• 7. White paper on Gas Measurement and Analysis | 05 Supporting Enterprise Financials, Decision Making, and the Global Environment Changing the way we do business As the world adopts a globalized market, these developments are inevitable: • Increasing market opening, exportations, new entrants, and more competition which, potentially, will increase the diversity of supply sources • Rapid increase in the number of sales and purchase possibilities as the sources of gas supply increase • Greater need for more interoperability of systems • Improved short-term supply security, as the systems and the market actors will have had to set up more flexible operating systems • Scrupulous accounting in all transactions among all participants; for example, the company that moves commodities on behalf of the owner Natural gas is an extremely important source of energy for reducing pollution and maintaining a clean and healthy environment. It has demonstrated to generate less greenhouse gas (GHG) emissions on combustion than other hydrocarbons, emitting almost 30 percent less carbon dioxide when burned than oil, and just less than 45 percent carbon dioxide compared to coal.1 This attribute makes natural gas a desirable commodity for many of the 37 industrialized countries of the EC, where emission reduction is a political goal. The EC has agreed to reducing GHG emissions under the Kyoto Protocol, the international agreement linked to the United Nations Framework Convention on Climate Change. No one questions that the demand for natural gas is increasing as one of the cleaner forms of energy needed worldwide. As well, the U.S. has put green targets on the agenda in a way that it has not done before. The country is set to pledge a 17 percent cut in GHG emissions from 2005 levels by 2020.2 Environmental concerns are increasing natural gas demands 1. Source: http://www.naturalgas.org/, sister website of the Natural Gas Supply Association 2. Source: http://news.bbc.co.uk/2/hi/europe/7765094.stm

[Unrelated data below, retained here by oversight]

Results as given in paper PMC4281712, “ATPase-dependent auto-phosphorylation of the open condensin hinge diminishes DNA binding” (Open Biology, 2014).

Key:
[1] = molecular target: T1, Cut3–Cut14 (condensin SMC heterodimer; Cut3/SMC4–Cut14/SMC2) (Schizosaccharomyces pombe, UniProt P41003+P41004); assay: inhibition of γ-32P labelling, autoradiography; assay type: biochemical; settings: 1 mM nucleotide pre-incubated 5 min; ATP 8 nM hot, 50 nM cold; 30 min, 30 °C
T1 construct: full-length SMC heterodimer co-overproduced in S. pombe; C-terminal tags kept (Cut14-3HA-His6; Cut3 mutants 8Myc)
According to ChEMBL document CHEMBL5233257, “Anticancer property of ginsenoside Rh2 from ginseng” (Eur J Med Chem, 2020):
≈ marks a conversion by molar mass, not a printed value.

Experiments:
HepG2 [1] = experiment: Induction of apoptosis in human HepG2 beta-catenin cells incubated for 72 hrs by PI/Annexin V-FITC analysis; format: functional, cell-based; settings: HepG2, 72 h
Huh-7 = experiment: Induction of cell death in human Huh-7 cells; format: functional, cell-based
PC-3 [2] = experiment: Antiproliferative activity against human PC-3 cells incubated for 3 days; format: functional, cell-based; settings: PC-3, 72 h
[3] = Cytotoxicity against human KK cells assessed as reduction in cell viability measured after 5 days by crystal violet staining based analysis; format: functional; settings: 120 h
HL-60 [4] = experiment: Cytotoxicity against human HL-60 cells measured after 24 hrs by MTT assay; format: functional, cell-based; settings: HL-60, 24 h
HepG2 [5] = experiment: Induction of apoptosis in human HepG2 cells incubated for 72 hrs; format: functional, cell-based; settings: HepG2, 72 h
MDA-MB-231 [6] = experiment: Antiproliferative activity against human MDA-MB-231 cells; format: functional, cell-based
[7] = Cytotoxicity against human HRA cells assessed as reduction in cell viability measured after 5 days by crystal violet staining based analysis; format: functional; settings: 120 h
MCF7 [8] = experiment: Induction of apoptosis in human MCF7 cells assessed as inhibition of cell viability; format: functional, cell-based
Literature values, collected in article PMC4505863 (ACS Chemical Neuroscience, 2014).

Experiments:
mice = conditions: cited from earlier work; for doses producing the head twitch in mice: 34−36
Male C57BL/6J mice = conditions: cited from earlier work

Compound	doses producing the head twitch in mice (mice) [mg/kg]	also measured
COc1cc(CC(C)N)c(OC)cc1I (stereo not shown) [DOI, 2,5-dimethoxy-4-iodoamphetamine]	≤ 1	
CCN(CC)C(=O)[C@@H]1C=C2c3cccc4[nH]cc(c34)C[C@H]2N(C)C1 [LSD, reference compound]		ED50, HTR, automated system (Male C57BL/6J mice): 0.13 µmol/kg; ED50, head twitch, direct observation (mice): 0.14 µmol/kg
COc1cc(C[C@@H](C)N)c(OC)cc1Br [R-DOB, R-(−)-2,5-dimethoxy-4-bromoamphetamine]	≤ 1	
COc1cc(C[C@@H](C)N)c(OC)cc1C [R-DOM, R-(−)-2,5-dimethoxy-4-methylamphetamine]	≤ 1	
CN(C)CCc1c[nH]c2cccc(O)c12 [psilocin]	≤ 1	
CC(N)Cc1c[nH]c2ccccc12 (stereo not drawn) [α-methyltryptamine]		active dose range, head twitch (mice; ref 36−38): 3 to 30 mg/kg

• 8. Supporting Enterprise Financials, Decision Making, and the Global Environment White paper on Gas Measurement and Analysis | 06 A new business approach Operating in this more competitive and high-demand environment requires new solutions to maintain efficient and effective business in the natural gas market. As large industrial companies increasingly buy natural gas from different sources— or even just differentiate their different gas value-chain businesses as separate companies under the same holding—there is more need for fiscal or custody transfer measurement. As the natural gas marketing opportunities and possibilities increase, an accurate control of the gas traded and delivered becomes vital. It is clear that standard business processes must evolve to yield new best practices supporting efficient and secure natural gas transactions and allow competitive success. Gas measurement adds value for the enterprise One of the practical, real-time transactional processes gaining value in the natural gas industry is comprehensive gas measurement and analysis. This process includes validation of gas pipeline measurements through configurable rules to confirm data integrity prior to forwarding the data to other modules for further processing. Validation assures the accuracy of volumetric data such as flow rates, the primary physical measurements used in calculating flow, gas composition, and thermodynamic properties calculated from composition and the physical conditions in the gas infrastructure. Validation can include simple limit checking to ensure certain variables are within expected levels and meet the values nominated in gas contracts. Validation of flow rate, flowing gas pressure and temperature are made based on the gas infrastructure operations and ambient conditions. Figure 1 shows how the validation tool of gas measurement software identifies a range of time during which operationally unreasonable measurements were recorded. Figure 1 Real-time gas measurement validation from Schneider Electric GMAS Automatic validation module of gas measurement applies user-configured limits to pipeline differential pressure and identifies measurements that can be flagged as either suspect or invalid, helping gas analysts prioritize potential problems.